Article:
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Finally, you can get your hands on new books

As physical book stores begin to open up, catch up with the latest releases

Book stores in some cities are arranging home deliveries. Photo: Getty Images
Book stores in some cities are arranging home deliveries. Photo: Getty Images

The lockdown may have allowed us more time than we usually get to read but it also deprived us of a fundamental joy of reading: browsing book stores. You can browse on e-commerce platforms, too, but nothing can beat the experience of walking around stacks of books, the serendipitous discovery of a new title on the shelves, or stumbling upon a used copy of an old favourite.

The good news is that physical books are back on sale. The not-so-good news: You still may not be able go to the shops, in most places, to buy. However, stores in some cities are arranging home deliveries, so why not check with your local book store to see if it is offering that option?

You can always buy at a click on your e-reader but in these hard times, as business take a hit, the satisfaction of helping out an indie store is truly heartening. We picked five new releases you may have missed to get you to dial for a book.

CHANDRABATI’S RAMAYAN translated by Nabaneeta Dev Sen (Zubaan, 395)

Translated from Bengali by the late scholar and writer, this is a 16th century poem based on the epic written by a woman called Chandrabati who lived in Mymensingh, now in Bangladesh. The first Bengali poet to retell the Ramayan story from Sita’s perspective, Chandrabati wrote it for an audience of courtly ladies. Dev Sen’s elegant translation opens a window to the joys and sorrows of women’s lives. The notes and commentary enrich our understanding of the context and the uniqueness of the text.

FOR A MOMENT OF TASTE by Poorva Joshipura (HarperCollins India, 499)

Subtitled How What You Eat Impacts Animals, The Planet And Our Health, this is an extensive account of long-standing malpractices in the meat and dairy industries. Joshipura is a senior executive with animal rights body PETA Foundation and her concerns tie in with these times when we are grappling with a virus that may have been passed on to us via zoonotic transmission. Advocating a vegan diet, which is not only healthier for humans but also for the planet, she argues that controlling the next pandemic may be in our hands, if we change our lifestyles.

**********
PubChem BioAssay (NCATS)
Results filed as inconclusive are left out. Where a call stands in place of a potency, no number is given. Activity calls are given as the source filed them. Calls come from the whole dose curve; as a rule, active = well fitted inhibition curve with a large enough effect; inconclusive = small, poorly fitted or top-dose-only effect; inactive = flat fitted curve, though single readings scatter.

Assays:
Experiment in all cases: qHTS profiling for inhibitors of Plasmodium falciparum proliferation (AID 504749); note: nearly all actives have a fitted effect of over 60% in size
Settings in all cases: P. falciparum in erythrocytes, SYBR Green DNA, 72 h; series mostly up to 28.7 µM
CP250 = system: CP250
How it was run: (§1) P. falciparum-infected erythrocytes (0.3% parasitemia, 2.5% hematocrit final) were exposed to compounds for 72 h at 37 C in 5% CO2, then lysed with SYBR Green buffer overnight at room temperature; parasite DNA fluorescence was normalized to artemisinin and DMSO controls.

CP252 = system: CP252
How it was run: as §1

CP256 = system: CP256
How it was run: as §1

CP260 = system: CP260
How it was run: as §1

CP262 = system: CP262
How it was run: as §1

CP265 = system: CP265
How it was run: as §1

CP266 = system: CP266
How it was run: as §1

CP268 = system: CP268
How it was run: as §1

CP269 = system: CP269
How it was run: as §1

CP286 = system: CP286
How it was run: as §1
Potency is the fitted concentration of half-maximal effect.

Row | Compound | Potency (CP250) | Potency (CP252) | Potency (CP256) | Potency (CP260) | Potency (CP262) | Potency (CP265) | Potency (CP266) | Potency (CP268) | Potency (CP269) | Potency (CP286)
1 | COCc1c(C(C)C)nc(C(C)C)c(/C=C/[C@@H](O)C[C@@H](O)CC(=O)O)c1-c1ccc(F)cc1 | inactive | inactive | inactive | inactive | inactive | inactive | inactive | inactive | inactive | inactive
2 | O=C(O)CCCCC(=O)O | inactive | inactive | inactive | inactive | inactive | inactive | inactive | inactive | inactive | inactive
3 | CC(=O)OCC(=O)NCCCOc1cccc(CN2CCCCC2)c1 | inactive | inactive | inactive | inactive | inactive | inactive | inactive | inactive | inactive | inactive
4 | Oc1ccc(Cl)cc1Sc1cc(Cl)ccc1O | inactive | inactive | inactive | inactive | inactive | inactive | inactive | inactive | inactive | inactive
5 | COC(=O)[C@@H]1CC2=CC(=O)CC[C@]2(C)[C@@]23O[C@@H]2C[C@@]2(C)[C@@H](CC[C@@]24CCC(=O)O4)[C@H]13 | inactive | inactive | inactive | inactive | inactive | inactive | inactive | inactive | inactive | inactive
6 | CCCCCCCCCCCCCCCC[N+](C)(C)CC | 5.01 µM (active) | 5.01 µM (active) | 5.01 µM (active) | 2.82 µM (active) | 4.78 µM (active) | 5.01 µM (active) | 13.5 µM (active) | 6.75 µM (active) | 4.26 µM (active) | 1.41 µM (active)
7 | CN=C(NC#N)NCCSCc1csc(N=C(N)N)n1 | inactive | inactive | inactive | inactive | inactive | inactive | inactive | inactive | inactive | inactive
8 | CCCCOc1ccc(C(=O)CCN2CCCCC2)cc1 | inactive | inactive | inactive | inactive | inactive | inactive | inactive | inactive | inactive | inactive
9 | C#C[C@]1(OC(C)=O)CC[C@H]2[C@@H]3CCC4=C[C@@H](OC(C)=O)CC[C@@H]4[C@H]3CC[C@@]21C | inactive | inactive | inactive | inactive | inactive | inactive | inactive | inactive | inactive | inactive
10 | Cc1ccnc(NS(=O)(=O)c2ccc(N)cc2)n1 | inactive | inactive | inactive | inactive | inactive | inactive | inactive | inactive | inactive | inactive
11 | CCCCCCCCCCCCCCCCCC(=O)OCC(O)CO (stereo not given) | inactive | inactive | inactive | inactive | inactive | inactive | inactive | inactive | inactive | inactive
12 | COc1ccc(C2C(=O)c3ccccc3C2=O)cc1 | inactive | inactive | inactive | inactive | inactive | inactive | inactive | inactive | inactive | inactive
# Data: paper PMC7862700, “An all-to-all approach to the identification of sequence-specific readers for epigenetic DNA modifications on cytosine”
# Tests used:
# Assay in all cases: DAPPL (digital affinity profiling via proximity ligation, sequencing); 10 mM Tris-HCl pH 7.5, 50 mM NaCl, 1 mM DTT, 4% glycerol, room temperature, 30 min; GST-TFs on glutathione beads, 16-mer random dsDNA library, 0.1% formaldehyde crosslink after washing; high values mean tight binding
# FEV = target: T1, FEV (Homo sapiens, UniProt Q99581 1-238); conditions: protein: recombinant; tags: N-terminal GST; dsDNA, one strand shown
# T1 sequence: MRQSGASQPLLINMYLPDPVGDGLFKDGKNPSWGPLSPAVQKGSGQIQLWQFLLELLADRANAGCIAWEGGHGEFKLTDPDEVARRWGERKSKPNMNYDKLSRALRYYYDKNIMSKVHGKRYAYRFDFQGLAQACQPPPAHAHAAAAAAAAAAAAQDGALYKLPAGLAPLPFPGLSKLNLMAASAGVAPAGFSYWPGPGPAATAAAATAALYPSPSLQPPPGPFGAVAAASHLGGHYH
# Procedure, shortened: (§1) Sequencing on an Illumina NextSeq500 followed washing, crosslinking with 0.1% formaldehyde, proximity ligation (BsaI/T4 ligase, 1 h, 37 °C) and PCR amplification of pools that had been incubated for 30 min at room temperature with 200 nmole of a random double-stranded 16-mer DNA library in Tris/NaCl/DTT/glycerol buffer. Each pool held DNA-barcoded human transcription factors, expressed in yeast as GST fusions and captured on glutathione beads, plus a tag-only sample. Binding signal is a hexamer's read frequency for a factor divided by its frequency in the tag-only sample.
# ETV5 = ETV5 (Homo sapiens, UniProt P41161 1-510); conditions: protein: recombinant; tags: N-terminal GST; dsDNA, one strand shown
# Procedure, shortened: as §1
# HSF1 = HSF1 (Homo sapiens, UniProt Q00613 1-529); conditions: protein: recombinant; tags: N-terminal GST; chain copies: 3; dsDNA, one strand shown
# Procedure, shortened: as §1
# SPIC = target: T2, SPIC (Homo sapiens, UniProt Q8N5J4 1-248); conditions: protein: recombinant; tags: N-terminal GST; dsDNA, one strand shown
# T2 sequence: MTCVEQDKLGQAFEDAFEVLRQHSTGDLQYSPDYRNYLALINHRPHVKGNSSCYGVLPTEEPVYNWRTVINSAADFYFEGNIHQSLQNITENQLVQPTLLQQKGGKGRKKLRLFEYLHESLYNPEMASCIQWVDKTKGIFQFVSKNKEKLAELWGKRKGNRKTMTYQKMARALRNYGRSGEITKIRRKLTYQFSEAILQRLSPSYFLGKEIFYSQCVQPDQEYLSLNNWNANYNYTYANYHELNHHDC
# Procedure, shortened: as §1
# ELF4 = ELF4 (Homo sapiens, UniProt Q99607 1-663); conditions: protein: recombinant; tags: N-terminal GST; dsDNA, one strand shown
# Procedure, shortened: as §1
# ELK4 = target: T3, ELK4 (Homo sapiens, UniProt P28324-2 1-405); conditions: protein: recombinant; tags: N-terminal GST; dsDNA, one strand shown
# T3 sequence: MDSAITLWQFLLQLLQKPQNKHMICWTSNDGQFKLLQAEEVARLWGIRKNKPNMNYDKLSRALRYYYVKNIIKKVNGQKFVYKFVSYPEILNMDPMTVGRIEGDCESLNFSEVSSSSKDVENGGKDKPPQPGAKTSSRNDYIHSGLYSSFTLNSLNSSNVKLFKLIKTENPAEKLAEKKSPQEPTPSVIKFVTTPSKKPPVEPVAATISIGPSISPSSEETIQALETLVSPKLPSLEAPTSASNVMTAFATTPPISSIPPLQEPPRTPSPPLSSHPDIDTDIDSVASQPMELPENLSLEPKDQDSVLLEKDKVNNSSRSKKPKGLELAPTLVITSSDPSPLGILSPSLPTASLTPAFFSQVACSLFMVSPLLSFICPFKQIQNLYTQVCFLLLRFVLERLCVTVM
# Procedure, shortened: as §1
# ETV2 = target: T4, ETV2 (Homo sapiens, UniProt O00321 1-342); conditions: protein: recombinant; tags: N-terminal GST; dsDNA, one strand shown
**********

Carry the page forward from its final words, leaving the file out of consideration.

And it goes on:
At a time when India’s economy is precarious and an uncertain future looms ahead, this new book by a former governor of the Reserve Bank of India helps usher in a fresh perspective. From the transition of a closed economy to liberalization in the 1990s, Jalan has been a witness to several key moments in India’s economic journey. Read this book to understand the reforms we need by 2025 and beyond.

MEMORY OF LIGHT by Ruth Vanita (Penguin Random House India, 399)

Best known as a scholar of South Asian history and cultures, Vanita ventures into fiction for the first time in this delightful romance. Set in the 18th century, during the decline of the Mughals and the rise of the British Raj, the story takes us into the quarters of the courtesans who entertained the gentry of Lucknow. Nafis Bai and Chapla, a poet and dancer, respectively, fall in love in this tumultuous period but fate has other plans for the couple.

THE MEANING OF INDIA:Essays by Raja Rao (Penguin Modern Classics, 399)

Rao is most famous for his novel Kanthapura (1938) but his essays are esoteric, light, insightful and brilliant. He writes, with equal facility, about the Vedas and the Gita as about Thomas Mann and Rainer Maria Rilke. Rao was deeply interested in mysticism and philosophy but also wired to the political developments of his time. During his long life of 97 years, he was familiar with a range of public figures, including M.K. Gandhi and Jawaharlal Nehru. It’s instructive to revisit his idea of India at this juncture, when the democratic and socialist fabric of the nation is under stress.

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